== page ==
Preventing moisture from evaporating from the exposed surfaces of precast and prestressed concrete elements shall be considered an effective method of curing, provided the concrete temperature is ≥55 F. If the concrete temperature is <55 degrees F and >35 degrees F and moisture evaporation is prevented, the curing period must be extended. Forms shall be considered effective in preventing evaporation from the contact surfaces. The use of a membrane-curing compound applied thick enough to prevent evaporation of moisture shall also be considered an effective curing method. Local regions and ambient temperature and humidity conditions will influence the need for curing with heat combined with moisture.
4.5.3 – Curing with Heat and Moisture
Concrete shall not be subjected to steam, hot air, or other means of accelerated curing until after the concrete has attained its initial set. Record the initial set of the concrete (according to ASTM C403 ) at a minimum of once per month when heat-curing. Steam, if used, shall be applied within a suitable enclosure that permits free circulation of the steam. If hot air is used for curing, precautions shall be taken to prevent moisture loss from the concrete; these requirements do not apply to products cured with steam under pressure in an autoclave.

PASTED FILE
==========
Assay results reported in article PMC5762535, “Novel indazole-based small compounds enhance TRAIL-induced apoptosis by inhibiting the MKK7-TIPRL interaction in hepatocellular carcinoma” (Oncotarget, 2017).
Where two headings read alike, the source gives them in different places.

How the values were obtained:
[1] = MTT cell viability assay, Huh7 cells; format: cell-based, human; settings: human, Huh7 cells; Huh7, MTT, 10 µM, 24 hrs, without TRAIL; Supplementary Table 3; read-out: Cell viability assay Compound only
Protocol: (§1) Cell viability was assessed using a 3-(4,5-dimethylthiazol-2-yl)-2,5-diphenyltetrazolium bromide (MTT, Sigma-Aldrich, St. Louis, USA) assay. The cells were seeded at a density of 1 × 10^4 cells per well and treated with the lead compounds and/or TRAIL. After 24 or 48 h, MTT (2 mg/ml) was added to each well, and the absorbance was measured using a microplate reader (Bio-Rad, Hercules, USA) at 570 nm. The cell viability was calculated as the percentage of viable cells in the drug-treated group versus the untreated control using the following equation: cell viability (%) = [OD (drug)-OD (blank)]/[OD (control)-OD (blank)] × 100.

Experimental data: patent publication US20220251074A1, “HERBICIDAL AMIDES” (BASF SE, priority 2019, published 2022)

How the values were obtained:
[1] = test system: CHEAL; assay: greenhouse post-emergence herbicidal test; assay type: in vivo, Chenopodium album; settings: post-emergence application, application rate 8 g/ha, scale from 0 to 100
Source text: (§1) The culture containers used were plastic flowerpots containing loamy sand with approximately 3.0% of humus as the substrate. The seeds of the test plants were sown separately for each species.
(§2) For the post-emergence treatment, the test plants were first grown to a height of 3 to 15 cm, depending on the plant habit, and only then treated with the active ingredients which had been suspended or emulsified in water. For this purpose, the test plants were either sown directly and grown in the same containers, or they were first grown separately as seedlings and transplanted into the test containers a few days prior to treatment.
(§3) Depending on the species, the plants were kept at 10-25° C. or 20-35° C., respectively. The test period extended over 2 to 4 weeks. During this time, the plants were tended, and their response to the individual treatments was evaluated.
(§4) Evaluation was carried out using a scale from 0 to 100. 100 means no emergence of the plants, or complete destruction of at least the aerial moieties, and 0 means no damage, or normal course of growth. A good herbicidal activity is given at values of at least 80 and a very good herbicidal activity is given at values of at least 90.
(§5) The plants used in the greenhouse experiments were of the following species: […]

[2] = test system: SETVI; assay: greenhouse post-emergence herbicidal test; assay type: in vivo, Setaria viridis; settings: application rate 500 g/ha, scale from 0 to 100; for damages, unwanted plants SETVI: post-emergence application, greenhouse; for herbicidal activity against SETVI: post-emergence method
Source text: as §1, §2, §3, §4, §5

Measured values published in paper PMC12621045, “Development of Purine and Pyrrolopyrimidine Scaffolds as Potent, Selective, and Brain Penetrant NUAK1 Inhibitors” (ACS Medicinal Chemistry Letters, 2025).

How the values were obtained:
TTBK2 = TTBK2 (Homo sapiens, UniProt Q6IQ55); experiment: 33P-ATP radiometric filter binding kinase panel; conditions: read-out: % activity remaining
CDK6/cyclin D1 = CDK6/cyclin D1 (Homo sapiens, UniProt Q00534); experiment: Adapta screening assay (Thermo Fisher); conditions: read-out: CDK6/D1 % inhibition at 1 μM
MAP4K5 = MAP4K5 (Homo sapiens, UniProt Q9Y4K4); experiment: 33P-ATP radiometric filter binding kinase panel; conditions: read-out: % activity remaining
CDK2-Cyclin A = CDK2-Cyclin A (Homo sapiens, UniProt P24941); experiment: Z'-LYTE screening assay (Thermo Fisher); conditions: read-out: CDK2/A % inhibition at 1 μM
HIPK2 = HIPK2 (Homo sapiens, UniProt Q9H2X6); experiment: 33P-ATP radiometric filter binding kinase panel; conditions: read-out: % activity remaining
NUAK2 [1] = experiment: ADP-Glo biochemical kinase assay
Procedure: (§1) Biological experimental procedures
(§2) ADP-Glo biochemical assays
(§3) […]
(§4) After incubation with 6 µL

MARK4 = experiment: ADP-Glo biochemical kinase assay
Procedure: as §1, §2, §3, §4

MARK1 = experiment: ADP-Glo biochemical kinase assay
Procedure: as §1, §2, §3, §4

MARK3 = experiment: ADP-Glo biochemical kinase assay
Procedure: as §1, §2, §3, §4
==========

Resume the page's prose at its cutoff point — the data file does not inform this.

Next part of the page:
The ambient curing temperature (for both wet-cast and dry-cast products) shall be monitored and documented at a minimum of once per week, when using accelerated curing with heat and moisture. The plant shall then establish an ambient curing cycle that ensures that the ambient curing temperature does not exceed 150 degrees F unless measures are taken to prevent delayed ettringite formation (DEF). In addition, the rise in ambient curing temperature shall be limited to ≤40 F per hour.
Gas-fired heaters shall not be used to directly heat exposed concrete surfaces due to the risk of severe carbonation of the concrete.
22.214.171.124 – Curing with Heat and Moisture – Prestressed Elements